Haskell Viaduct (Illinois State Fairgrounds)

The Haskell Viaduct, heading toward Exposition Building (undated photo, Sangamon Valley Collection)

The Haskell Viaduct, heading toward Exposition Building at the Illinois State Fairgrounds (undated photo, Sangamon Valley Collection)

The Haskell Viaduct was a pedestrian bridge that connected the Exposition Building to the Poultry Building at the Illinois State Fairgrounds from 1897 until, probably, the mid-1920s.

The Poultry Building (today’s Artisans Building) also was completed in 1897, but in those days, a ravine as much as 20-25 feet deep separated the Exposition Building from the new structure. The viaduct made it easier for fairgoers to get to and from the two buildings.

The bridge, a wooden walkway with iron supports, extended about 300 feet, based on estimates made from a 1924 topographical map of the fairgrounds. It cost $1,450 to build. Construction took only two weeks once the iron was received; the viaduct was ready in time for the fair’s opening day, Sept. 27, 1897.

The Haskell Viaduct, photographed in 1906 by Guy Mathis (eBay postcard)

The Illinois State Register said on Sept. 11 the footbridge would be “one of the most attractive and useful adjuncts of the already attractive and beautiful fair grounds.” The story also suggested the fair’s definition of “poultry” took in a surprising range of animal species.

When completed this will be the largest and handsomest foot bridge in the state, and worthily placed upon the grounds of the “Greatest Fair on Earth.”

The magnificent poultry building is rapidly nearing completion and will be ready for the accommodation of the largest exhibit of turkeys, gees, ducks, chickens, pigeons, parrots, canaries, gold fish, monkeys, ferrets, rabbits, white mice, etc., ever gathered together under one roof in this or any other country.

This building is without doubt the finest appointed “hen coop” ever erected and is the envy of every old rooster west of the Allegheny mountains. It satisfies a long felt want and its erection by the state board of agriculture redeems a pledge made years ago to the long list of enterprising citizens who give their time and money to the breeding of the choicest specimens of poultry and pet stock.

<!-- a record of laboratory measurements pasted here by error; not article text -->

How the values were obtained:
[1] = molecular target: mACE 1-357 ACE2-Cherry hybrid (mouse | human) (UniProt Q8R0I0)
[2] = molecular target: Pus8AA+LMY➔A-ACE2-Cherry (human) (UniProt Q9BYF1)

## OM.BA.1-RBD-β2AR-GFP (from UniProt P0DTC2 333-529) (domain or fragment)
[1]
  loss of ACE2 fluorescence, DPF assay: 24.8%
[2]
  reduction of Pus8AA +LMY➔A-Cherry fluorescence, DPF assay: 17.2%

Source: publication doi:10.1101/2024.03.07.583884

The viaduct was named after George S. Haskell (1838-91), a Rockford seed merchant and former  chairman of the state board of agriculture, which operated the fair. Haskell’s last board meeting as chairman took place in January 1891 in Springfield. He delivered a farewell speech to the board, then collapsed, apparently the result of an undiagnosed case of Bright’s disease. Haskell died the following August.

Portion of topographical map surveyed in 1924 (Illinois State Fair Museum)

Portion of 1924 topographical map showing the viaduct and elevations (Illinois State Fair Museum/Tom Fitch)

It’s impossible to determine when the bridge was removed. Neither state records nor newspaper accounts mention the demolition. However, circumstantial evidence suggests the bridge remained in use until the mid-1920s.

1926 map of fairgrounds redesign plans; note road outlines, bottom left quarter (courtesy State Journal-Register)

1926 map of fairgrounds redesign plans; dark oval indicates new racetrack orientation. Note apparent road outline between Exposition and Poultry buildings, bottom left quarter (courtesy State Journal-Register)

A 1922 Illinois State Register article reporting the costs of various fairgrounds structures includes the Haskell Viaduct. The 1924 topographical map also shows the viaduct. That map isn’t definitive – it also shows the Dome Building, which had burnt down seven years earlier – but the elevations and other topographical details are precise.

In 1926, however, the Illinois State Journal published a less detailed map of proposed improvements at the fairgrounds that appears to show the viaduct either had been or would be removed and replaced by a roadway. The fairgrounds underwent a variety of changes between 1924, when a series of land purchases more than doubled the size of the fairgrounds, and 1928. The biggest project involved reorienting the racetrack, from almost an east-west layout to today’s southeast-northwest, and construction of a giant new grandstand. The work also included construction of several new buildings. (Inexplicably, the 1926 map also includes the outline of the Dome Building.)

schs-logo-2Hat tips: To Tom Fitch of the Illinois State Fair Museum and Curtis Mann, head of Lincoln Library’s Sangamon Valley Collection.

Original content copyright Sangamon County Historical Society. You are free to republish this content as long as credit is given to the Society.


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